Configuring Software to Our Workflow

This entry is part 13 of 18 in the series Interview Tom Marine Gets Right Upfront

MM: So take us through how you begin to develop a visual depiction of Sally’s engagement with the workflow vis-à-vis an online get-it-right-upfront workflow process.

TM: One of the things that we did that we felt was very important was—and this was typical with all the vendors that we talked to—they wanted to do their training based on their features of the software. Is this where you’re headed? Is this what you were thinking about wanting to get at?

MM: Yes.

TM: The classic analogy is this. Let’s say you’re working in Microsoft Excel. Somebody tells you they want you to write a formula.

Well, how are you going to write that formula? You could type it in. You could click on cells. You could do one of their automated things. There are probably about eight different ways you can write a formula in Excel. Well, with these database-publishing solutions, there are probably about eight different ways you could create a product manager’s role.

But what we did was—we had a core team. We learned the features. We said, “Okay. We’re going to populate the database. We’re going to have our information in there. We’re then going to create a training manual using our information, based on what we feel the optimal way to use that system is.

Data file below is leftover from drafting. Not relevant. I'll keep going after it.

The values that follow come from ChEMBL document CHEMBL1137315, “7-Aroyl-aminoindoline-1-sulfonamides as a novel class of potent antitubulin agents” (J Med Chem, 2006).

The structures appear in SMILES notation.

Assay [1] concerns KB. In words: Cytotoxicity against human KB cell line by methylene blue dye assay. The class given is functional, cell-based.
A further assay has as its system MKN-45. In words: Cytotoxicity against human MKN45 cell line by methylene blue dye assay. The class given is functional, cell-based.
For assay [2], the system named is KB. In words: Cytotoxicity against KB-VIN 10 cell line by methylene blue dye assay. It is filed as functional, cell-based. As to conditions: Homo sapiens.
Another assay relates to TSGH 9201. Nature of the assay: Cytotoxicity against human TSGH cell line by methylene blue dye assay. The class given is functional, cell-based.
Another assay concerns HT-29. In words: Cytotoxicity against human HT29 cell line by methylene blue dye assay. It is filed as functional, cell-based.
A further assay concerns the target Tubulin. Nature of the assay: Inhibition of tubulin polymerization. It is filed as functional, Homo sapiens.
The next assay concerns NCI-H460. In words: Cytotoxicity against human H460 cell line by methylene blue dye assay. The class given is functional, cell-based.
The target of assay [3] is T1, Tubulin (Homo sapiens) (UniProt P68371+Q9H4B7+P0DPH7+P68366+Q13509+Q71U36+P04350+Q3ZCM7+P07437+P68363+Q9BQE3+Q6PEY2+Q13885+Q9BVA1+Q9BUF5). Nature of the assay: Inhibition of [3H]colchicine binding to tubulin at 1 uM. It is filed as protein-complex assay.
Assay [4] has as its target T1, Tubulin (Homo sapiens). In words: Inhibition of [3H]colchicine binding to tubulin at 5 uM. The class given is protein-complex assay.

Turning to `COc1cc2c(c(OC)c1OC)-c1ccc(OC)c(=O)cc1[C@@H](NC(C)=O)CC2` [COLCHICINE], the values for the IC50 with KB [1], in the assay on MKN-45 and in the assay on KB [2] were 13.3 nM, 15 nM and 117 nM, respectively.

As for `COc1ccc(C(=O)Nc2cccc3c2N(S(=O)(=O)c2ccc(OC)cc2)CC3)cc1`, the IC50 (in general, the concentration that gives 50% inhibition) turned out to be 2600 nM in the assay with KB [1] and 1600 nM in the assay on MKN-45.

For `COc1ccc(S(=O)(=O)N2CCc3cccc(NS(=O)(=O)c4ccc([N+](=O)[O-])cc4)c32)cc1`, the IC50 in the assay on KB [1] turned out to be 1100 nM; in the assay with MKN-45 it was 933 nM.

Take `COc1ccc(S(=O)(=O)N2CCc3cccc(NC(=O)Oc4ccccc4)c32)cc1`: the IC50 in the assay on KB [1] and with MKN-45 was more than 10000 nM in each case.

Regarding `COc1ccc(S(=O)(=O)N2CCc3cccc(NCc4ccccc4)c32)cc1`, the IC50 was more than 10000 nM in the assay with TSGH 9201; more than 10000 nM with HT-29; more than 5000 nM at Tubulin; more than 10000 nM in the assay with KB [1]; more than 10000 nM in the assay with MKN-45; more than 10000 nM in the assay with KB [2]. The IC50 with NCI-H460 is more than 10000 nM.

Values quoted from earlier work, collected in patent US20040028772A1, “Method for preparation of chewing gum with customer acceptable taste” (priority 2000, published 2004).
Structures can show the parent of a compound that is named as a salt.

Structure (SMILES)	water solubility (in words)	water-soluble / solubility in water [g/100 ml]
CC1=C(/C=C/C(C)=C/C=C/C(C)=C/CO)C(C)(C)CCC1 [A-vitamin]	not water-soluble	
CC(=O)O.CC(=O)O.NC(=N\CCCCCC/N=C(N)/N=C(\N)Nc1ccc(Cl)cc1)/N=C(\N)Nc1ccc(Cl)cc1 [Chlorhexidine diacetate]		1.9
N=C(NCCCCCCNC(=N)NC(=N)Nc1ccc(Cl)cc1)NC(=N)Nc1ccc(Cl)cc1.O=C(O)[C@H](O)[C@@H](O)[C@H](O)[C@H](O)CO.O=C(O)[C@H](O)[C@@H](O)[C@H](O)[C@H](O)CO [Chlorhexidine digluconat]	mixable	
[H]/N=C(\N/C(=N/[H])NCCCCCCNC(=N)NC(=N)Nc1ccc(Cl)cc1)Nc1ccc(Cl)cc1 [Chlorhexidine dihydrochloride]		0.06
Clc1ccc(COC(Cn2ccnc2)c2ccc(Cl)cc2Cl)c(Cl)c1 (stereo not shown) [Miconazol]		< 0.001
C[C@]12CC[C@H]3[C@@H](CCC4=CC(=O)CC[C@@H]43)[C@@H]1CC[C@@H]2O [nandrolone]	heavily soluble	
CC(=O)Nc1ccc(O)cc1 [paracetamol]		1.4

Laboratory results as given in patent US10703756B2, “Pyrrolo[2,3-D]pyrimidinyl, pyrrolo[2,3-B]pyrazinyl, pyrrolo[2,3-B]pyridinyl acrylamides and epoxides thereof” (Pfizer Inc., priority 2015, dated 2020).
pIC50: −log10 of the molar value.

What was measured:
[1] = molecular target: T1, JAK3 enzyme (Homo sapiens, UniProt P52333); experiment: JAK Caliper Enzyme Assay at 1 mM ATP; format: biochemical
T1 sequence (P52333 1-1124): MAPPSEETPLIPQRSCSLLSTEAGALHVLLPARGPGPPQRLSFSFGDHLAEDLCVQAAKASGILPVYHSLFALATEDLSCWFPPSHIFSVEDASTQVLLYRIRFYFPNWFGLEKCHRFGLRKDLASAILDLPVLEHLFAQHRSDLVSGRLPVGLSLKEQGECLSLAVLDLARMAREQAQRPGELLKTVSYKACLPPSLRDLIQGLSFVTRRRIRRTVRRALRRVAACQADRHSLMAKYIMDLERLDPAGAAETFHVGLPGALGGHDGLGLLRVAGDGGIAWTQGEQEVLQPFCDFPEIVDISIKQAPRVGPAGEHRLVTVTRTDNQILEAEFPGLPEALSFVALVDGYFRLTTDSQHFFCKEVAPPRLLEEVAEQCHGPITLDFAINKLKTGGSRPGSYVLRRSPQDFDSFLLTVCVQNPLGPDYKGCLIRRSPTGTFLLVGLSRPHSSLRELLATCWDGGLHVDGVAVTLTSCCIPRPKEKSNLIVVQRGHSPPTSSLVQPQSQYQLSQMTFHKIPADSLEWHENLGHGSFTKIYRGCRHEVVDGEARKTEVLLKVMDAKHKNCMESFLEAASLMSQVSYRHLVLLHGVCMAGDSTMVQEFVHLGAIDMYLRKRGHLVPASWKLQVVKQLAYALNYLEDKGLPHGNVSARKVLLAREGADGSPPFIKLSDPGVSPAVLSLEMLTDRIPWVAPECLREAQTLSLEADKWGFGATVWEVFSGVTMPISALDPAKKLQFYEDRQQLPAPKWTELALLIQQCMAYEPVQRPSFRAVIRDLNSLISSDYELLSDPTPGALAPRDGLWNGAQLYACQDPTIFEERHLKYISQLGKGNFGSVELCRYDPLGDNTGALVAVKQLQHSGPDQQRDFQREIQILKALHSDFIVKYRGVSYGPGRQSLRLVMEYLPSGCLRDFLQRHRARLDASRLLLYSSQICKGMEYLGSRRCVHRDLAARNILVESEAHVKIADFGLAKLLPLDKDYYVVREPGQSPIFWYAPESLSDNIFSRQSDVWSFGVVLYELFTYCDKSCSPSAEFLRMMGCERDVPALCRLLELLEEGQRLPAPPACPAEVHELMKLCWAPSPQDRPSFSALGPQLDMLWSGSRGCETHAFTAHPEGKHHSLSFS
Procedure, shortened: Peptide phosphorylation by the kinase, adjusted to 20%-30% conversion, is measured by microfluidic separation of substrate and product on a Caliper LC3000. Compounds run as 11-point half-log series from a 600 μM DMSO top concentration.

That’s what we trained on.

MM: So, before you actually configure the software—much less buy the software—you create a training module for an operator.

TM: Right.

MM: In this training module, you described the performance of that job—the job function within work cell. You described that work cell as a trainable, repeatable process…

TM: Absolutely.

MM: In the course of doing that, you documented for Sally what her job looks like—and using the training manual to really mock up the user experience.

TM: And making it real for her. Because when she’s looking at the data and the examples in the screenshots, it has information that she’s familiar with.

MM: So this also then entails you mocking up screenshots, because that’s what you would need in the training manual. Is that right?

TM: Correct.

MM: So in essence, what you did was to design at the level of business process, workflow and accountability. You defined the user experience not just as screenshots, but also as a user manual.

TM: Yes.

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